The 40-year old Swedish chef-owner, Mathias Dahlgren, has two Michelin-starred restaurants, Bon Lloc and Matsalen, the latter in Stockholm. His style of cuisine is Swedish traditional as well as innovational (a fusion of Scandinavian, Tuscan, Californian and Oriental dishes).
I saw a picture of his Swedish Rye Bread in [i]Coco: 10 World-Leading Masters Choose 100 Contemporary Chefs[/i], page 101, and decided to give it a try. The recipe uses a rye sourdough starter. It also has a high percentage of instant yeast and molasses, which is 4.7% and 19%, respectively, of total flour, rye gains and seeds. The approx. dough hydration is 84%.
The bread is exceptionally moist and flavourful. For a person who does not normally like a lot of rye flour in bread, I find this bread quite delicious. The bitterness from the Black Strap Molasses that I used, together with all the grains and seeds and the fermented rye flour, formed a very interesting flavor and texture.
There is something, however, not quite how I would like it in a fully-loaded bread like this one. If no changes were made to the recipe, I would probably not make it again. As with the Chinese concept of ying (feminine) and yang (masculine), for something to be balanced, there has to be a ying and a yang element simultaneously. For instance, the enjoyment of a fatty and salty pork chop (the yang) is enhanced if it is eaten with, say, apple sauce (the ying) - the sourness in the apple sauce cuts through the fat while the sweetness in the fruit compliments the saltiness in the meat. Another example: the best chocolate lava cake would have some salt in there, or the sweetness would make you sick.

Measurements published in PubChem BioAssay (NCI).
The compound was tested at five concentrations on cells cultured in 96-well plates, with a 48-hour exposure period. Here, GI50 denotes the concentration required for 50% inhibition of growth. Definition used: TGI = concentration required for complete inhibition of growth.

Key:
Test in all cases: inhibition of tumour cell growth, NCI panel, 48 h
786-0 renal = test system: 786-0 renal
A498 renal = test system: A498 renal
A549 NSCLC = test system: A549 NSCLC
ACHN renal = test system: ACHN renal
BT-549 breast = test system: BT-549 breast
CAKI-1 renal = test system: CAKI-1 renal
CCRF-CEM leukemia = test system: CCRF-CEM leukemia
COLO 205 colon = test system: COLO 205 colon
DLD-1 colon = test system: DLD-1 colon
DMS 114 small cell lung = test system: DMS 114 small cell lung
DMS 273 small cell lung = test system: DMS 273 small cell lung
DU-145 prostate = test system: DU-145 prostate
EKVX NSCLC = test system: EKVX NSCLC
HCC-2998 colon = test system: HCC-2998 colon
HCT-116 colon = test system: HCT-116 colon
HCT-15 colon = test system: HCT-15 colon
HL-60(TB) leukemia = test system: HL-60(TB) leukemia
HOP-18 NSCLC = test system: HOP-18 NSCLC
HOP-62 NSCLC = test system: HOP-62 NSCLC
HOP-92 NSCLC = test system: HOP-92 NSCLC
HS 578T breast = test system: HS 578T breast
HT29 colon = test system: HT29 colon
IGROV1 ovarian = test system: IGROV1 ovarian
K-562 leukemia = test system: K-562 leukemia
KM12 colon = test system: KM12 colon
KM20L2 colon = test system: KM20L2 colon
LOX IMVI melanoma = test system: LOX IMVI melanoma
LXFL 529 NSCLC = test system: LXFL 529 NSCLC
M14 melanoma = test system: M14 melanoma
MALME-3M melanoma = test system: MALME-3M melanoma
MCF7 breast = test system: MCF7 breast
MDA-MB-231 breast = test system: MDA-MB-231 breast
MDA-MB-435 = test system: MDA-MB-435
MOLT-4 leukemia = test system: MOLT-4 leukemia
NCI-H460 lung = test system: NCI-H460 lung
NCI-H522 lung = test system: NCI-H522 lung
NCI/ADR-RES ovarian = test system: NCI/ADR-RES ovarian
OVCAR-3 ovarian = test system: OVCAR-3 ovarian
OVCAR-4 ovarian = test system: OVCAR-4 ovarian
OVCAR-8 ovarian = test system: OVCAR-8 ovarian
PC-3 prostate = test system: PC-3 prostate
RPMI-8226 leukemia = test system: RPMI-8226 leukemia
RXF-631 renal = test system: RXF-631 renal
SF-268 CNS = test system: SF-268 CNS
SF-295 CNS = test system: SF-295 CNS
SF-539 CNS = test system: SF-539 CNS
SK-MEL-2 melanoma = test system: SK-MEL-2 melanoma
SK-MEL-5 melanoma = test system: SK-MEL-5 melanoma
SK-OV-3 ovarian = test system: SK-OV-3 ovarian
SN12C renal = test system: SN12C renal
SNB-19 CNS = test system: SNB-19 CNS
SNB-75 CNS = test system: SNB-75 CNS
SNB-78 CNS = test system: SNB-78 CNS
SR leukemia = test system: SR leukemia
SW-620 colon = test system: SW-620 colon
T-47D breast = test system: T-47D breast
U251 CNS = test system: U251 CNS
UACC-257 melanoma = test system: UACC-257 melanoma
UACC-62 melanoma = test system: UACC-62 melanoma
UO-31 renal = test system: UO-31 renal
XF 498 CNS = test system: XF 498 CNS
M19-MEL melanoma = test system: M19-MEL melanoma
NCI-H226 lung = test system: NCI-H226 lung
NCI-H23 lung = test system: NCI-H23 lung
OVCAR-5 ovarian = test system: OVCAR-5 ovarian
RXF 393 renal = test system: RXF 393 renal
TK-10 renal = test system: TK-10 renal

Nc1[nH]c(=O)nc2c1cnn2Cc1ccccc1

The issue with this bread for me is: it is perhaps a tad too masculine (too much "yang") because of all the rye grains and seeds in the recipe. I have no doubt that there are plenty of people who love this bread just the way it is. I just have a difference taste. To address the imbalance to my taste, I am adding apple puree as a hydration for the final dough. Also, I have changed the formula to a sourdough version.
I find molasses an attractive ingredient to add to a bread full of rye, grains, and seeds but too much of it makes the bread bitter so I cut it down in my formula (below).
[color=green][b]Swedish Sourdough Rye Bread with apple puree[/b][/color][b][u]Day 1 - soaker[/u][/b]
- 330 g water
- 125 g crushed rye grains
- 43 g rye meal flour (whole rye flour)
- 83 g sunflower seeds
- 53 g linseeds (flax seeds)
- 68 g rye sourdough starter (or any ripe starter) @100% hydration
- 11 g salt
Mix all the ingredients together and let stand at room temperature for 12 hours or at least overnight.[b][u]Also on Day 1 - rye sourdough starter[/u][/b] (Note: Mathias Dahlgren's original recipe uses instant yeast and so there is no rye sour build.)
- 20 g any ripe starter @ 100% hydration
- 123 g medium rye flour
- 70 g water
Mix the ingredients together and let stand at room temperature for 12 hours or until ripe.[b][u]Day 2 - final dough[/u][/b]
|Rye flour||110 grams||3.88 oz||47.21%|
|White flour||123 grams||4.34 oz||52.79%|
|All of the soaker from Day 1||713 grams||25.17 oz||306.01%|
|All of the rye sourdough starter from Day 1||213 grams||7.52 oz||91.42%|
|Black Strap Molasses (Dahlgren's recipe has 140 g.)||85 grams||3 oz||36.48%|
|Granny Smith apple puree (or SPC apple sauce from supermarket)||345 grams||12.18 oz||148.07%|
- Total Flour Weight:
- 233 grams
Percentages are relative to flour weight (flour equals 100%) and every other ingredient is a percentage of this. Flour from the starter is not counted. This recipe was originally in grams and has been automatically converted to other measures.
My father-in-law and his wife came to stay for Christmas. They are very discerning diners and both keep in good shape. They have been told by their doctor to NOT have too much bread made of wheat flour and that if they must have bread, rye and spelt breads are the best. Whenever they come to visit, I try to make rye and/or spelt sourdough for them. For today's lunch I served this bread. They loved it.
Tomorrow morning, when my father-in-law and his wife leave, they will have this little prezzie, all nicly sliced-up to go.